Gavin Mendonca delighted to teach Guyanese folk song to American children

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Guyanese Creole rock singer Gavin Mendonca didn’t disappoint when he took the opportunity to teach a group of North Carolina kids the popular folk song “Small Days” at the Ethno USA festival. With vigor and rhythm, led by Gavin, who is on a mission to share Guyanese folk music and culture with the world, the children delivered an amazing performance at the LEAF Festival in North Carolina.

Gavin said he was thrilled at the opportunity to not only teach children the song, which tells the story of a Guyanese childhood journey, but to represent and showcase the country’s culture. In the midst of all this, he was also able to share his vision of folk songs with peers from different countries and participate in several musical workshops.

“The past two weeks have been absolutely amazing and transformative for me. I’ve had the opportunity to live and make music with musicians from 10 different countries,” he said.

Gavin Mendonça sees a piece for the band playing

The singer who has given himself the mission of “folk up the place”, said he was proud to have this avenue to represent Guyana and he will continue to preserve the folk songs of our country rich in culture and history.

The Ethno Festival is a global platform where musicians engage in peer-to-peer teachings of the music of their country and culture. Ethno USA 2022 featured musicians from Argentina, Brazil, Canada, Chad, Chile, Denmark, Estonia, Guyana, India, Italy/Netherlands, Jordan, Poland /Uruguay, Portugal, Sweden, the Hopi nation and the United States. The event took place in the mountains of western North Carolina from October 11-23.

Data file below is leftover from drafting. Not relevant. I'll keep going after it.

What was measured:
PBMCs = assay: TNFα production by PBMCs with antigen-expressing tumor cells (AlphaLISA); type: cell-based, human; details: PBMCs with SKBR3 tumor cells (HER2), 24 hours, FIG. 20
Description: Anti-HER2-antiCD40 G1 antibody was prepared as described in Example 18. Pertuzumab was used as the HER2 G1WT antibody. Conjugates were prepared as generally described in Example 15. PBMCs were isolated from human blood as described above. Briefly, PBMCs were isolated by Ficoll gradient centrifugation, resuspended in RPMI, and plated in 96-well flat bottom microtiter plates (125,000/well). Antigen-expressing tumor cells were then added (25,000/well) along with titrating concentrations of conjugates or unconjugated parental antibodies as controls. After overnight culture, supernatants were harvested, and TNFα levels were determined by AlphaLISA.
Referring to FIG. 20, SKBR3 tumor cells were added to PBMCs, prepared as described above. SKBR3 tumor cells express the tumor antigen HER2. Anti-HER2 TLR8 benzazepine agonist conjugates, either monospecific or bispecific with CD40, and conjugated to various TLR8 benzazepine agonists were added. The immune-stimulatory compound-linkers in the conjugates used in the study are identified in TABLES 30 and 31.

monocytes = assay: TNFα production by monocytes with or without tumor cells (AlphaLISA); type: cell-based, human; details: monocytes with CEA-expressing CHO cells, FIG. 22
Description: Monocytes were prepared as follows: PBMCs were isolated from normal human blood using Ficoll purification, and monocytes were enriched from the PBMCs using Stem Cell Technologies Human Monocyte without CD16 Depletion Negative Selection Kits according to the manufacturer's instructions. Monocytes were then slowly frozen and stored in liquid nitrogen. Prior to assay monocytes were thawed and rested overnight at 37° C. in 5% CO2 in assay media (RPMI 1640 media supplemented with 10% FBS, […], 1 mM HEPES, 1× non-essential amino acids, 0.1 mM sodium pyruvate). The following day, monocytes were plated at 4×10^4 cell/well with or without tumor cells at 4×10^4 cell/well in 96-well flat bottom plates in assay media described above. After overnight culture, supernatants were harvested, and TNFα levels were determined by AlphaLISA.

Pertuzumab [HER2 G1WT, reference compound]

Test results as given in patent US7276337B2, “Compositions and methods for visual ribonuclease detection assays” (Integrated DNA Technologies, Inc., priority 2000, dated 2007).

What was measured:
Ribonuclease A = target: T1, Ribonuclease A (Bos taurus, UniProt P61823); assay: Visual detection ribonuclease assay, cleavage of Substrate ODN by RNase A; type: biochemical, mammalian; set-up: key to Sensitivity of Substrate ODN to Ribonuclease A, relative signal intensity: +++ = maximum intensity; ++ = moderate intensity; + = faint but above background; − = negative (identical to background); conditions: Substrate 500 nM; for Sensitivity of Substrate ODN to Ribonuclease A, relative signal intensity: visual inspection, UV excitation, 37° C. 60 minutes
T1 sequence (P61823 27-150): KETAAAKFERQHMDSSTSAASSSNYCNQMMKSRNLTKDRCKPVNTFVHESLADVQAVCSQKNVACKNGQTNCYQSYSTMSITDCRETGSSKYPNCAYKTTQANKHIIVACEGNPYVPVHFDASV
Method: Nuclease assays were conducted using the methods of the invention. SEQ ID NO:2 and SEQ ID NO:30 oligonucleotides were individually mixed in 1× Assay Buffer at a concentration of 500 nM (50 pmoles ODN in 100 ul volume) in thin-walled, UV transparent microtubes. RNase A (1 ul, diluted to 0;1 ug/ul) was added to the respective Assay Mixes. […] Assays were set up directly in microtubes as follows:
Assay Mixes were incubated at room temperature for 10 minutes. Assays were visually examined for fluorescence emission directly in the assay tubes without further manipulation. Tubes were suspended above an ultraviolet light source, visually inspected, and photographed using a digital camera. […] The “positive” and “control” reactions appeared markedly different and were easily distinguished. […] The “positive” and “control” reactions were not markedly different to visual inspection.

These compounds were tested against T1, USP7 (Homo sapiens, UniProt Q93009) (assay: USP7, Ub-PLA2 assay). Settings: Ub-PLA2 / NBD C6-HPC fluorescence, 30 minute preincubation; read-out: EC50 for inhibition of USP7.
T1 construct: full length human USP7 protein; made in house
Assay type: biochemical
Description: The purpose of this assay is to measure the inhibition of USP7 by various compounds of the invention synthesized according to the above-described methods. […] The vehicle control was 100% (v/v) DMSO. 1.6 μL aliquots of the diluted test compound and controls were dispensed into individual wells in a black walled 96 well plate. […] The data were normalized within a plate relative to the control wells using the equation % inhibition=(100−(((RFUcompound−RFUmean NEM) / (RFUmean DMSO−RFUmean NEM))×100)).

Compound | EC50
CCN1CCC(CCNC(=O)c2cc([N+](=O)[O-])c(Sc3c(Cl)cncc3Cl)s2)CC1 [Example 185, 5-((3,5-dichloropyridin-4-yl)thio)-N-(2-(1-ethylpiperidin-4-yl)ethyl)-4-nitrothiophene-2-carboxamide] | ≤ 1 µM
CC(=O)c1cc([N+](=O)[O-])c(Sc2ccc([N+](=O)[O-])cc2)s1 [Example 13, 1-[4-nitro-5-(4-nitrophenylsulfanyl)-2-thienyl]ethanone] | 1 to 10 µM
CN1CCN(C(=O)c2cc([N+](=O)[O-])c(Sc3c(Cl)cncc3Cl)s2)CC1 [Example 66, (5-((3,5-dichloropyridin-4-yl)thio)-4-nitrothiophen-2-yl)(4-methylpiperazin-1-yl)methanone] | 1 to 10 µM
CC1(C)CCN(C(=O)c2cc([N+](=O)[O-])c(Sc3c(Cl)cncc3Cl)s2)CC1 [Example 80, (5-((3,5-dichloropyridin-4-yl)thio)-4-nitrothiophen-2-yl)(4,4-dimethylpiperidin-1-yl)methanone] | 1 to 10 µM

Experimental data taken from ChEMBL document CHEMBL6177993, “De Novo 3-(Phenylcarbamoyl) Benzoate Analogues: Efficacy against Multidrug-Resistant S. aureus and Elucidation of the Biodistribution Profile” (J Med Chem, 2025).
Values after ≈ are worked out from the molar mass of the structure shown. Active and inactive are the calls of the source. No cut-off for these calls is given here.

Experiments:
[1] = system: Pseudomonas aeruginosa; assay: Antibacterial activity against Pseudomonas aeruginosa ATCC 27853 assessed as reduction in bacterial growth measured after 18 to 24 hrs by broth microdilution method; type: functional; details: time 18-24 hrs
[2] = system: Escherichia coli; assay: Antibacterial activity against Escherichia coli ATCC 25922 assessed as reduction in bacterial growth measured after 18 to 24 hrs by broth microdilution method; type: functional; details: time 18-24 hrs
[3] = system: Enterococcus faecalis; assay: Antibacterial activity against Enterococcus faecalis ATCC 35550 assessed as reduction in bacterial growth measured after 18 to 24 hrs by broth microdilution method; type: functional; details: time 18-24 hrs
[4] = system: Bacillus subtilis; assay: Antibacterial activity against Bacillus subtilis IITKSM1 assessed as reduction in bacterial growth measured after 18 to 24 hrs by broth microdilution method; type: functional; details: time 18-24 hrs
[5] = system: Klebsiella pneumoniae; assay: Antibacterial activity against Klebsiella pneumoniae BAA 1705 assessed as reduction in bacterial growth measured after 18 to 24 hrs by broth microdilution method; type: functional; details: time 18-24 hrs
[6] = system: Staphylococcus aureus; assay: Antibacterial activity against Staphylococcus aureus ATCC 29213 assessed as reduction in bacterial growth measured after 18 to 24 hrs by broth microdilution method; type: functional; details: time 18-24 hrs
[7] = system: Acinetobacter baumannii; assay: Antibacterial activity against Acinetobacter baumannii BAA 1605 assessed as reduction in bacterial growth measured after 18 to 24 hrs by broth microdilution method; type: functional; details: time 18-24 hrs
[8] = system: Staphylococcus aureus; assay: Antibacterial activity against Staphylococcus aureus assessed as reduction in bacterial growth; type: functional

At the end of the teachings and workshops between peers, the participants presented a great cultural spectacle to the audience of the Festival de la Feuille.

Each Ethno Music Camp combines workshops, jam sessions, rehearsals and performances that allow participants to develop personal and professional skills. Thanks to Ethno, musicians gain a better understanding of each other’s cultures. At Ethno, music is a powerful tool that promotes inclusion, understanding and acceptance.

Make a point during one of the lessons

According to the Ethno’s USA website, the festival is a JM International program for folk, world and traditional music. JM was founded in Brussels, Belgium in 1945 by a group of compassionate musicians and organizers who saw music as a way to bring young people together to overcome the divide created by World War II.

The festival, founded in 1990, targets young musicians (up to the age of 30) with a mission to revive and keep alive the world’s cultural heritage.

Present today in more than 40 countries and on six continents, Ethno engages young people through a series of annual international music camps as well as workshops, concerts and tours, in collaboration with schools, conservatories and other youth groups to promote peace, tolerance and understanding, the website said. He added that at the heart of Ethno is its democratic peer-to-peer learning approach whereby young people teach each other the music of their country and culture. It is a non-formal pedagogy that has been refined over the past 32 years, embracing the principles of intercultural dialogue and understanding.

“Ethno offers a unique opportunity for young people around the world to come together and engage through music in a way characterized by respect, generosity and openness,” the website states.

Ethno’s goal is to inspire musicians through these interactions to deepen their musical interests and build a global network that supports their careers.

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